[INSERT CAFE RACER VIDEO]

While riding in Vietnam I promised myself I would make a big trip on a motorbike, before I turned 30. When I learned about the Pan-American Highway I instantly knew this was going to be the next one up.

Finding the right moment
But as with most dreams, regular life kind of got in the way. My career was going well and I really enjoyed what I did (after Consulting I worked for Kraft Heinz, who doesn’t like to sell all 52 varieties of ketchup?). However, the itch for an adventure trip kept creeping up.

But when is the right time? One thing I learned: there is never a good time. You just have to go for it. I luckily did manage to find a slot that was less ‘bad’ than others. The actual planning started in February (2021), I informed my employer in April I needed a year off and decided on leaving last September (2021).

I was finally going to do it! Maybe not finish before turning 30, but starting it, for sure!

Preparations
In daily life I am a very organized person, but when traveling I prefer to go without a plan as much as possible and let things just come my way as they do.
There were a few things that required my attention:
1. COVID – needed to wait for vaccinations, hence my leave date in September. Otherwise I would have started in Alaska in July
2. Route – I wanted to make sure it was actually possible to ride my bike all the way. Turns out, it is not. But there’s solutions
3. Motorbike – was I able to legally ride a motorbike in all the countries on my route? With an American vehicle, yes. Any Latin / South American vehicle was probably going to raise questions of border officials at some point. This thus also concluded my starting country
4. Starting point – I have a good friend in Vancouver (Washington state, just North of Portland) who rides bikes as well. Figured it would be helpful to start somewhere where I had a ‘guide’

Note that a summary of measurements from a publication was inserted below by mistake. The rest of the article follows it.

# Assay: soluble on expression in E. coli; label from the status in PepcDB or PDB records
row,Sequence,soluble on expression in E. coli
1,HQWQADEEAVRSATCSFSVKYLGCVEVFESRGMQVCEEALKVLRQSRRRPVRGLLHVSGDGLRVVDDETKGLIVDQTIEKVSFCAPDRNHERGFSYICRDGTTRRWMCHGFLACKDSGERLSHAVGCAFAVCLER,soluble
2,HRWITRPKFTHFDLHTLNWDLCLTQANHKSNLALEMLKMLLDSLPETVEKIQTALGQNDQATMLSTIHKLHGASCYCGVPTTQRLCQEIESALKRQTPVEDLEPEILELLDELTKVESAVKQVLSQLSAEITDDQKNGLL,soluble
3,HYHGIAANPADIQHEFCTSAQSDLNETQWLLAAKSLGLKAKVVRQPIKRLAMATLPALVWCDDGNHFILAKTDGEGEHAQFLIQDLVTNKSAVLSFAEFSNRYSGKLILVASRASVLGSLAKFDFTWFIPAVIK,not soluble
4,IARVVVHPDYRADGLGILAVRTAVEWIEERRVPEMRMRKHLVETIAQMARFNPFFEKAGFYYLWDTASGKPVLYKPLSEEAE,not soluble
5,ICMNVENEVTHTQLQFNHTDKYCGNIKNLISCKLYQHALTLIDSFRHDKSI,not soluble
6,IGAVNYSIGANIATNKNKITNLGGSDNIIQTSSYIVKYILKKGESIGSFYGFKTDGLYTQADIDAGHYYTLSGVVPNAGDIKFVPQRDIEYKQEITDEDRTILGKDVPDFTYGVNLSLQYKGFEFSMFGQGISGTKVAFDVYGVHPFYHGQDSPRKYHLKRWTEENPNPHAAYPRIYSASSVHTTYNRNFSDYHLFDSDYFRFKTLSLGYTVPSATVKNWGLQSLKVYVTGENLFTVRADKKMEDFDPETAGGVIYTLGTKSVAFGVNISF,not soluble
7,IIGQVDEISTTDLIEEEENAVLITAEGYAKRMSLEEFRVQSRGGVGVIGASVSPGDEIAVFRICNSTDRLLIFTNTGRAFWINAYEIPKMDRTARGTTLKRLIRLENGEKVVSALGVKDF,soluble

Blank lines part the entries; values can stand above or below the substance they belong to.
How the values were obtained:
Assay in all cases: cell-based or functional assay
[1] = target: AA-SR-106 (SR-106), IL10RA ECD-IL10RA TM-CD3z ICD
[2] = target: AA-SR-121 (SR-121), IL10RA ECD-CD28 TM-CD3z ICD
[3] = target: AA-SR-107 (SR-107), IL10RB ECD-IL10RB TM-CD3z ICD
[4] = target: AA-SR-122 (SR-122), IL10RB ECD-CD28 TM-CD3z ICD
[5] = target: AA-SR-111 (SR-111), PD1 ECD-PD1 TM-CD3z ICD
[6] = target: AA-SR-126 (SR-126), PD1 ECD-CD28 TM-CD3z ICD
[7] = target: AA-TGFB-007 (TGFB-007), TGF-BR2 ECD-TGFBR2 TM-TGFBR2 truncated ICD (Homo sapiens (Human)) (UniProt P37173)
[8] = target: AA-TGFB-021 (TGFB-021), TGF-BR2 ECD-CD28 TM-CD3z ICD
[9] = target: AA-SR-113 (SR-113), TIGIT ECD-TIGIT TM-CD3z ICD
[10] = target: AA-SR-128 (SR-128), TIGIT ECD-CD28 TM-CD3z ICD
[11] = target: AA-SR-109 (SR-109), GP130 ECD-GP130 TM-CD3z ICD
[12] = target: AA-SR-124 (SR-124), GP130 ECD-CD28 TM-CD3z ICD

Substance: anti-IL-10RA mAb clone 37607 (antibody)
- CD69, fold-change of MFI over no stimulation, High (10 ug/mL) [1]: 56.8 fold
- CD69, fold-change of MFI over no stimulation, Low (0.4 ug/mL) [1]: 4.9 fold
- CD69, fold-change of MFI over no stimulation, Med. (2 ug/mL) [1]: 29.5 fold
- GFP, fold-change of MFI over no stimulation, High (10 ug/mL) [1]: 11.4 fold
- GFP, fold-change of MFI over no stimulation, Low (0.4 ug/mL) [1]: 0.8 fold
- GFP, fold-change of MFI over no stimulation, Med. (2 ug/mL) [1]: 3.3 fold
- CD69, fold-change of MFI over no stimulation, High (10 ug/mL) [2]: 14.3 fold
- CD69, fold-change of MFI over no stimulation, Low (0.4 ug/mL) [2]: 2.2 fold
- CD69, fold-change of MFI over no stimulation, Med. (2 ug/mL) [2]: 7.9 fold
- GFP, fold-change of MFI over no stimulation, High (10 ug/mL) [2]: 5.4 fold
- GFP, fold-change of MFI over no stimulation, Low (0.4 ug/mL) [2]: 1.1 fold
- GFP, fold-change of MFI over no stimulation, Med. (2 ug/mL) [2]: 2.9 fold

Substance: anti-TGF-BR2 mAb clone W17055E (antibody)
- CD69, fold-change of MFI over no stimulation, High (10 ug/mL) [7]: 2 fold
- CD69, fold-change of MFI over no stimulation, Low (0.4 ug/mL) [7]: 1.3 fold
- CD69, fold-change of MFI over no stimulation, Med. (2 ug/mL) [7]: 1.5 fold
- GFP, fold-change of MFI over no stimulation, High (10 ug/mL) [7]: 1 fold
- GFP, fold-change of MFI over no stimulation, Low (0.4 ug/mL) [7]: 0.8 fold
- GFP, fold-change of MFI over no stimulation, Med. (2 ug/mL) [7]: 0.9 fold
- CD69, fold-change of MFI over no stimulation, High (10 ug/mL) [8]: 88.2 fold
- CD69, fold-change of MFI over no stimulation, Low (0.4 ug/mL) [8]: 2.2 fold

5. Other ‘trivialities’ – insurance, vaccinations, luggage, visas, other documents, etc. Will not go into the boring details here, but please find my contact details below if you have any questions.

In my next blog I will write about my arrival in the US and all the hoops I had to jump through to actually start riding. Sneak preview: it was a success, see my monster below. Stay tuned!

[INSERT KAWASABI PHOTO]

Contact
By great demand (;)) I started using Instagram, feel free to follow me on a more day-to-day basis: koentheeuwes
If you have any more specific questions you can reach out there or send me an email at koen.theeuwes@gmail.com. Happy to answer / help!

By Published On: January 1, 1970Categories: Cafe Racer0 Comments on On a Kawasaki KLR 650 from Oregon to Patagonia5.3 min readViews: 436

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About the Author: Ron Betist

Ron Betist grew up with motorcycles with a father heading the Amsterdam motorcycle police force. He has been riding (legally) for over 40 years and motorcycles are his true passion. With a life-long career in marketing and sales he has a huge international network. He joined as a contributor at BikeBrewers in 2017 to spread his word about bikes with the rest of the world.